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tion of the kind of world economic system and social order we wish to establish and live under. It challenges us to make a series of rational and agreed choices which may be decisive in determining the quality and condition of mankind's future life on the planet."

There was the 1972 Stockholm Conference on Human Environment to tackle the problems of world pollution, the International Narcotics Conference and Control Board to control the illicit international narcotics trade, the SALT talks to arrest the nuclear arms race, the frantic monetary conferences to stabilize the international economy, the efforts toward control of international terrorism, the world conferences on population and hunger.

There is the critical problem of a global approach to the task of eliminating the pollution of the world waterways and utilizing the seas as a course of food and raw materials. This involves 70 percent of the earth's surface and its utilization of the oceans as a source of food supply to the world population. The Caracas Law of the Sea Conference in 1974 initiated through the U.N. made a start in tackling this difficult problem.

The universal urgency of solving, or at least easing, the pressing global problems may well transcend disagreements on nuclear arms control for at that point our very survival will be at stake. Sovereignty will need to bow to the primacy of survival. The past failures and ineptness of the U.N. may be viewed as part of the growing-up process by which nations learn to work together in pecaceful co-existence, striving cooperatively to survive. In the meantime, it behooves nations and leaders to strengthen the U.N. step by step for that day when its availability will be crucial, and that day is now.

It is reasonable to assume that at least in the foreseeable future there will be no definitive resolution of the basic ideological conflict and differences which now divide the world. Yet, it is equally reasonable to assume that the economic inter-dependence and the mutual interests of nations in solving and easing the crucial world problems will necessitate expanding areas of cooperation despite basic differences. There is evidence of this all around us.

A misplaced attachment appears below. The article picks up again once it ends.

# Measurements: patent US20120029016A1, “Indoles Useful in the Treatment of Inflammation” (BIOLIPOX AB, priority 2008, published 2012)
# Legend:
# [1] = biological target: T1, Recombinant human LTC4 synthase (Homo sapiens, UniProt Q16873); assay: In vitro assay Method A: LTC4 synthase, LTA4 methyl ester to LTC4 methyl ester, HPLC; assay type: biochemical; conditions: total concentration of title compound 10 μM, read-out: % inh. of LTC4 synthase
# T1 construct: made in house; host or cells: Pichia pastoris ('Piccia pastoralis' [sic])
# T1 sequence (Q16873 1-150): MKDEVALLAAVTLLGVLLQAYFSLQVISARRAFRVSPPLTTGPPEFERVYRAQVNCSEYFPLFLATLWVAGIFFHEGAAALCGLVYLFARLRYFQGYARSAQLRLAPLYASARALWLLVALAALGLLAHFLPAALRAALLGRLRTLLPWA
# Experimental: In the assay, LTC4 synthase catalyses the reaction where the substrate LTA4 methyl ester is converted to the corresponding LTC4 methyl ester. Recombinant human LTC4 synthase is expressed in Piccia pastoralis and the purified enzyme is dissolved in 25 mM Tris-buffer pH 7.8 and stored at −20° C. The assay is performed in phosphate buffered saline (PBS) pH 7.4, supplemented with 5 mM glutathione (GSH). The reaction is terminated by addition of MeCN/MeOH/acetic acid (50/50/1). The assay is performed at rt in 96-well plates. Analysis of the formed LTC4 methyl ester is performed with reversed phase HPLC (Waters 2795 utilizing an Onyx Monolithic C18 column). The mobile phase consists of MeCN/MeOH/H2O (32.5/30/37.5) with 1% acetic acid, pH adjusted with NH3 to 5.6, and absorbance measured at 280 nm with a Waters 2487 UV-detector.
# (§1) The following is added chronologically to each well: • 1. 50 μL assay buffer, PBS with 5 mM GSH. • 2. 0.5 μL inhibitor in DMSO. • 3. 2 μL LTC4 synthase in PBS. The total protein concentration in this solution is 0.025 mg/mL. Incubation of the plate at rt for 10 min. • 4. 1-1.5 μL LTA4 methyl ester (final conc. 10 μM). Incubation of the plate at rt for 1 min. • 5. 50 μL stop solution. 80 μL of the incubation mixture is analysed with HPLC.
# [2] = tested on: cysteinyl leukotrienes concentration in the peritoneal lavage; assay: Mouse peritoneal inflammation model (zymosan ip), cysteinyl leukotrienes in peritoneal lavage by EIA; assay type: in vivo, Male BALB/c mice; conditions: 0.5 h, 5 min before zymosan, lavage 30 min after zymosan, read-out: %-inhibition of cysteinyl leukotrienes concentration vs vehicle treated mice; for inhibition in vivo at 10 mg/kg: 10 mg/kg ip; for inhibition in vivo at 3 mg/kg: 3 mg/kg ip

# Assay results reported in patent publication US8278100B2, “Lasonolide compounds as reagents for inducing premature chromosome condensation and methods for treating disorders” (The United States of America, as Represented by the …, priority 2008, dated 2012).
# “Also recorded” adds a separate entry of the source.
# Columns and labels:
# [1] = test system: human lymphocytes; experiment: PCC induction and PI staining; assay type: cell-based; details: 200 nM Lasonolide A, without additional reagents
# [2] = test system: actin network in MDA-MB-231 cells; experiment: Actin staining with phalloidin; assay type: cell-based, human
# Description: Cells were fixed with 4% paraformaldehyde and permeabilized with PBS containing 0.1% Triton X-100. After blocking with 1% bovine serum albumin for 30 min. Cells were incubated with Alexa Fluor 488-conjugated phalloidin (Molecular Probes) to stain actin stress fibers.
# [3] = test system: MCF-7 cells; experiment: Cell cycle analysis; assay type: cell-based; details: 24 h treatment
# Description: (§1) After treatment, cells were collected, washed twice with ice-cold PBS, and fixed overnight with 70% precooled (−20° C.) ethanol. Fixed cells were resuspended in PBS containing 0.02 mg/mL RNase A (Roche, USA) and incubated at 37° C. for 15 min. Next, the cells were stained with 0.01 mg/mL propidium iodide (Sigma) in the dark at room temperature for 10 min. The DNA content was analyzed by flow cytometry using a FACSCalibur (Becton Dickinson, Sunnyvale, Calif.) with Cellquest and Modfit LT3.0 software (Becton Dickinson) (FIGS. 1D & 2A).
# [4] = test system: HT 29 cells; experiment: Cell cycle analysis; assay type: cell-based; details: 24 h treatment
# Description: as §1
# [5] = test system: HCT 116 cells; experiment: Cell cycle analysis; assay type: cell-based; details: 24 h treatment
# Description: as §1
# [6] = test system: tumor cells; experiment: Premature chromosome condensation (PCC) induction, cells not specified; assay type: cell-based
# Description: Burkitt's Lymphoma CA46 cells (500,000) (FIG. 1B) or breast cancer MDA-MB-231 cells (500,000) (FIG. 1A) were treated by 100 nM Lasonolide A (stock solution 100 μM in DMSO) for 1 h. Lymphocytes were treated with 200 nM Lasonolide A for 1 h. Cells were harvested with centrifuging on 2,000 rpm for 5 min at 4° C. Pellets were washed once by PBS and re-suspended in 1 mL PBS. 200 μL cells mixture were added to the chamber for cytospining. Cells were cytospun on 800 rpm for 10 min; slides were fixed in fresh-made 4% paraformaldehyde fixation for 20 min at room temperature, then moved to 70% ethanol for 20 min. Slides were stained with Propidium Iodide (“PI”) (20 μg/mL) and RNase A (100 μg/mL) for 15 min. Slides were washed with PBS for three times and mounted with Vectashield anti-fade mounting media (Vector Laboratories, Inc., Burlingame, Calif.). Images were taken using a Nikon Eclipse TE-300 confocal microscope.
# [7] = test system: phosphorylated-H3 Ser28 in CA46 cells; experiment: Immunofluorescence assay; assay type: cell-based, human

It is a much different world in which we live. Global problems require a global approach and a global approach involves effective international organization. And there is in existence today only one truly universal organization—the U.N. As Richard J. Walton has noted, "It is easy to scorn the United Nations but can anyone suggest an alternative? Or imagine the world without it?"

Contrasting the global approach to the current scurrying for new international relationships and balances of power, is it to be expected that the latter policy can more readily solve or ease world problems and that the superpowers and their separate allies or satellites can manage the world problems affecting all nations? The experience of the past twenty-nine years clearly impels a negative answer. Neither the U.S. with its friendship and mutual defense treaties such as NATO and SEATO nor the Soviet Union with the Warsaw Pact and its many friendship and mutual defense treaties has brought peace to the world or cleared the road for relative peaceful co-existence.